On the streets of New Orleans sits a statue of Franklin Roosevelt. As one of the most prominent Presidents of the United States, his posture is proud and sure, matching how he is commonly portrayed in historical narratives. His eyes contain quintessential confidence and optimism.
Outside of his repute as “FDR” or “Houdini in the White House,” most Americans recognize Roosevelt as the man who ushered in the New Deal, the inception of the American welfare state. Many believe he successfully guided the country through its most severe economic downturn and led it with honor through a bloody world war.
Unlike some of its counterparts, the fate of this statue is not at the mercy of hysterical mobs or reactionary government. Instead, it sits free of vandalism and public scorn. Its condition is pristine, as is Roosevelt’s standing. Tellingly, his likeness adorns American coinage.
All of this is despite the fact that Roosevelt, through Executive Order 9066, infamously ordered all Americans of Japanese ancestry into internment camps, a pernicious deed that often goes overlooked. Displacing over 110,000 people without regard to due process, the act represents one of the saddest and most tyrannical forms of executive overreach in American history.
The condition of the Roosevelt statue is ironic, considering that the same city, New Orleans, recently removed statues of Robert E. Lee and P.G.T. Beauregard – both widely considered Southern heroes. As American historian and author Brion McClanahan has pointed out, it has only been in recent decades that Lee’s reputation has been brought into disrepute by some factions. Neither of these men endeavored to usurp war power or adversely the affect the lives of so many innocent people.
Another irony is that those interested in protecting controversial historical monuments have often been accused of whitewashing history. In actuality, it has been the petulant mobs who seek to remove the statues that have engaged in actual historical whitewashing. By removing cultural symbols and historical markers, these agitators are making an unmistakable long-term effort to change the culture. Only by doing so will an alternative narrative become solidified in the hearts and minds of all Americans.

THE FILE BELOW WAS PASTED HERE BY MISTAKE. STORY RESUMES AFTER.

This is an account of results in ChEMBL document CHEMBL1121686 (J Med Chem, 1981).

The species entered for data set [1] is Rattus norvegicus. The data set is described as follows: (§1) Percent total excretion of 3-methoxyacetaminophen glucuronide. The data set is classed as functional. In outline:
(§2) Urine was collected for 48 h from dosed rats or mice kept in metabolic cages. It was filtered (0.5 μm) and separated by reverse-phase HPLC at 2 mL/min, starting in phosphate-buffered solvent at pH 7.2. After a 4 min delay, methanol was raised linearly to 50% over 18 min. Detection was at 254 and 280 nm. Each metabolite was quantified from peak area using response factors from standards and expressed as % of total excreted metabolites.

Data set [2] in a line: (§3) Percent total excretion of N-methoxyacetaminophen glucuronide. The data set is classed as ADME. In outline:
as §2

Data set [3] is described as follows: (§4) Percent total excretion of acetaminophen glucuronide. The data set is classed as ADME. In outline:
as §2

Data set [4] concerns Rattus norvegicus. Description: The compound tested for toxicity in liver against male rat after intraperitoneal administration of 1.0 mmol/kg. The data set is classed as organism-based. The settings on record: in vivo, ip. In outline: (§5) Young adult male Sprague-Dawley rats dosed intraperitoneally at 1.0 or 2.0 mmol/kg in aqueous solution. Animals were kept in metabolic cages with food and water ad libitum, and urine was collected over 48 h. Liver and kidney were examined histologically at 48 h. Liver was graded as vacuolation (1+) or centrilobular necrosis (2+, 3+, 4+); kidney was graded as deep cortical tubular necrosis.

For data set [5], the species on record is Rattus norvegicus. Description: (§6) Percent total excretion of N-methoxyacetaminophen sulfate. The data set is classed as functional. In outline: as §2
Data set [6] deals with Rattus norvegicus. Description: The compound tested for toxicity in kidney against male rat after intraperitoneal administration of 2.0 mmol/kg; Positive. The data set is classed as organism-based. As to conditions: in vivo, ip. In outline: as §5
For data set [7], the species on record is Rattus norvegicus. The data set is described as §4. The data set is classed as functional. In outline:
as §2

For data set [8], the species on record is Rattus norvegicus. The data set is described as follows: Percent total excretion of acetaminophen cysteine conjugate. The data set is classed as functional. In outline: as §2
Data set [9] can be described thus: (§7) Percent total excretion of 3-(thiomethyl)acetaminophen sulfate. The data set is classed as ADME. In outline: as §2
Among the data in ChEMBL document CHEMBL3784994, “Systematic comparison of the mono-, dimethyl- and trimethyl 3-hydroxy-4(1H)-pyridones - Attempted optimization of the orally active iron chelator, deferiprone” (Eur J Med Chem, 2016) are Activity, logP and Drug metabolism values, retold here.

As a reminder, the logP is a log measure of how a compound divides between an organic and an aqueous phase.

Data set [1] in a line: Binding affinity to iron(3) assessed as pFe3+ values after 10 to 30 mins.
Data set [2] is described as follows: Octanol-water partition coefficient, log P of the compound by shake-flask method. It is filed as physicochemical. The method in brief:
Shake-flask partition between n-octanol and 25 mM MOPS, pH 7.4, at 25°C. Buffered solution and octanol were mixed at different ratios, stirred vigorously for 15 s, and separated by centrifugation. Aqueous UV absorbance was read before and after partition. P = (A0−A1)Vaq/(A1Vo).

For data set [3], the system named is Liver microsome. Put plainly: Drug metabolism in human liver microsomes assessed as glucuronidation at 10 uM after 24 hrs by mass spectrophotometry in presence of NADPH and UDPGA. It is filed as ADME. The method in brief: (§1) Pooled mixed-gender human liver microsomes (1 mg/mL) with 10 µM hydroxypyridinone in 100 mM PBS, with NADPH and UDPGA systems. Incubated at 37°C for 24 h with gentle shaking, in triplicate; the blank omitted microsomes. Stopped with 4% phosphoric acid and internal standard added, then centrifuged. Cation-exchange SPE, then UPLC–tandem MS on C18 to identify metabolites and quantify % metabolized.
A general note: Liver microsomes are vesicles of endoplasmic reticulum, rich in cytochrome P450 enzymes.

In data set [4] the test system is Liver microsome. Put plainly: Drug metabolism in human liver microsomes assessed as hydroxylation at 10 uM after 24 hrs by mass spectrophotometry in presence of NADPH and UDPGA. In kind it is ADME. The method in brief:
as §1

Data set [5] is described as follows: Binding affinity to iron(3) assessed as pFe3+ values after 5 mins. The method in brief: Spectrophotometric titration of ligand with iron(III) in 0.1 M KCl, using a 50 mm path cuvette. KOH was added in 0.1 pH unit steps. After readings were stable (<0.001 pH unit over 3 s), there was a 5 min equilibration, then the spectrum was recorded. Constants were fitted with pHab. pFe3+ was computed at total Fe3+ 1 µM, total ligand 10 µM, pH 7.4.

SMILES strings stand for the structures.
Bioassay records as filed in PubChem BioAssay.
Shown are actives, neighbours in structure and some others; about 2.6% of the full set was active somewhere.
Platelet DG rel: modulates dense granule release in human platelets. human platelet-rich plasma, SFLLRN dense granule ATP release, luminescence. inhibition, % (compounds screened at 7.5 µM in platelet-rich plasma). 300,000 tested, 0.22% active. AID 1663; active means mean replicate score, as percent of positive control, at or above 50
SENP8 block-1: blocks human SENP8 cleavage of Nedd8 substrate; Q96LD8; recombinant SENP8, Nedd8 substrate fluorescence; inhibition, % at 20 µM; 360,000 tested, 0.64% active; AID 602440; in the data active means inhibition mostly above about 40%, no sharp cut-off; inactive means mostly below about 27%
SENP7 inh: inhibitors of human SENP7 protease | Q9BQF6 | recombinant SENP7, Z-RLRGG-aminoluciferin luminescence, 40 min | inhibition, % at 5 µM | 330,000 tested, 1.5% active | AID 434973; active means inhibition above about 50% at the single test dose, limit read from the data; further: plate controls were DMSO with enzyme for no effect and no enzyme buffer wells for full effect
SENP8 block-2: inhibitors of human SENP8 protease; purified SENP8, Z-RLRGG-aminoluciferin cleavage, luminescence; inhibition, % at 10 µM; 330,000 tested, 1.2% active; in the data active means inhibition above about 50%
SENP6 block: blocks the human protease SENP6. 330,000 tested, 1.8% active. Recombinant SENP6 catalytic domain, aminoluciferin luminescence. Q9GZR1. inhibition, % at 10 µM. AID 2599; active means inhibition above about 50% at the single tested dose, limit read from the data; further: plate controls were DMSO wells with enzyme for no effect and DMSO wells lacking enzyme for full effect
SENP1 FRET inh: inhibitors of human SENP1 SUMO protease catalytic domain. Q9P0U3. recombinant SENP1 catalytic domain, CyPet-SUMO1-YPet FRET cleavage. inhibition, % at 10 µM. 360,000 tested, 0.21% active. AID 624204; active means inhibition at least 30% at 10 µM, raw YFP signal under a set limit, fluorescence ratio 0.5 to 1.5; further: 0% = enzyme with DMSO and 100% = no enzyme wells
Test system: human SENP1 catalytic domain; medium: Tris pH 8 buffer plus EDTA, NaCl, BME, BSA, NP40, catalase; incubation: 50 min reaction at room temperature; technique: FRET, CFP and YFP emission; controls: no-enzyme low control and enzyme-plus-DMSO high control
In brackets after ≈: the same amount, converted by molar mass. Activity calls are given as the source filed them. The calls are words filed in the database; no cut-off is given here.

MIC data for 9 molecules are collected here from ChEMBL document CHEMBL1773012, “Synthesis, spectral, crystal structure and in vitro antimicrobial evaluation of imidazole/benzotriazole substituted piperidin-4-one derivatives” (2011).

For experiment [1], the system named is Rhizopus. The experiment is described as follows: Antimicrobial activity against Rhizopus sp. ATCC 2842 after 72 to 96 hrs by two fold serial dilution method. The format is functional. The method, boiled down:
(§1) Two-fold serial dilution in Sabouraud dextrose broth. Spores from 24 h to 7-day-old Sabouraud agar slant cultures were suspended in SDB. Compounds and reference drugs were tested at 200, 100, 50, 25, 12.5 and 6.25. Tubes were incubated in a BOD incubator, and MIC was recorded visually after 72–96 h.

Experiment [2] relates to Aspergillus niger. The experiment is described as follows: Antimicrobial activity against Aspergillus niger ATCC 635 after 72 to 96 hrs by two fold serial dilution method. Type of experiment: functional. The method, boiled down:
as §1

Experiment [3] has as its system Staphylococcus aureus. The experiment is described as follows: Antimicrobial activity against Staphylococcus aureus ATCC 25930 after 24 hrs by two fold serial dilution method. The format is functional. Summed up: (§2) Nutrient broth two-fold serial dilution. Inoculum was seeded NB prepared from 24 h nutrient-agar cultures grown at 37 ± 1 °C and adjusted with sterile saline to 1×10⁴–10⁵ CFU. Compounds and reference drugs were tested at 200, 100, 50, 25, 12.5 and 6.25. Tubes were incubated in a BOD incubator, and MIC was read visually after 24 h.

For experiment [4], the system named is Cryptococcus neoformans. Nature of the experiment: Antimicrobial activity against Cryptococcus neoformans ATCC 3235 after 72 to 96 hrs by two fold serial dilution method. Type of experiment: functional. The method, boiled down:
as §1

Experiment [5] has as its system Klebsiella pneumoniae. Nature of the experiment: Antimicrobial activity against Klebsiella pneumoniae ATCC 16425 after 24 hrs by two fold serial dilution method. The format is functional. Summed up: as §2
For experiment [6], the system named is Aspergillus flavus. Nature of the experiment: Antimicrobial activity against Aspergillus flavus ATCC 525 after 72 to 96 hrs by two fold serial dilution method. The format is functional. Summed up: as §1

Recent developments have proven that the movement to tear down cultural symbols will not end with the Battle Flag of the Army of Northern Virginia. A likeness of the writer of the Declaration of Independence, Thomas Jefferson, has been desecrated at his alma mater. City councils have even voted to dig up the graves of popular Confederate generals.
If these things can happen, what is next? Are George Washington, James Madison, and Patrick Henry next? Must Yale be renamed? What about the national capitol, which was built with the help of slave labor? If society embraces this trajectory, there will be no safe haven for historical symbols.
Despite the widespread contempt toward particular statues and relics of the past, in other parts of the world, many have stood the test of the test of time even though they represent negative and harmful events. For instance, American historian Phil Magness has recently pointed out that the Arch of Titus in Rome illustrates the Roman Empire’s sack of Jerusalem in 70 A.D. Even though this event created dire hardship for Roman Jews, and the arch may be one of the most anti-semitic structures in the world, it has never been destroyed or defiled. Why? It has since been viewed as a Jewish icon of resilience, and many Jews visit the monument to this day.
Iconoclasm has provided no net benefit to humanity. The removal of monuments, religious imagery, and other cultural items has simply made it harder for individuals to learn from the past. Many rightly condemned the Taliban for destroying teems of Buddhist artifacts and temples, despite having little empathy for its theistic doctrines, for this reason.
While I generally remain on side of preserving all monuments – even those depicting figures or ideas I consider unsavory, I believe a consistent standard should be applied.
[Image credit: Wikimedia Commons]
David Benner speaks regularly in Minnesota on topics related to the United States Constitution, founding principles, and United States history. He contributes articles to The Tenth Amendment Center, Abbeville Institute, and several local publications. He is also the author of Compact of the Republic: The League of States and the Constitution.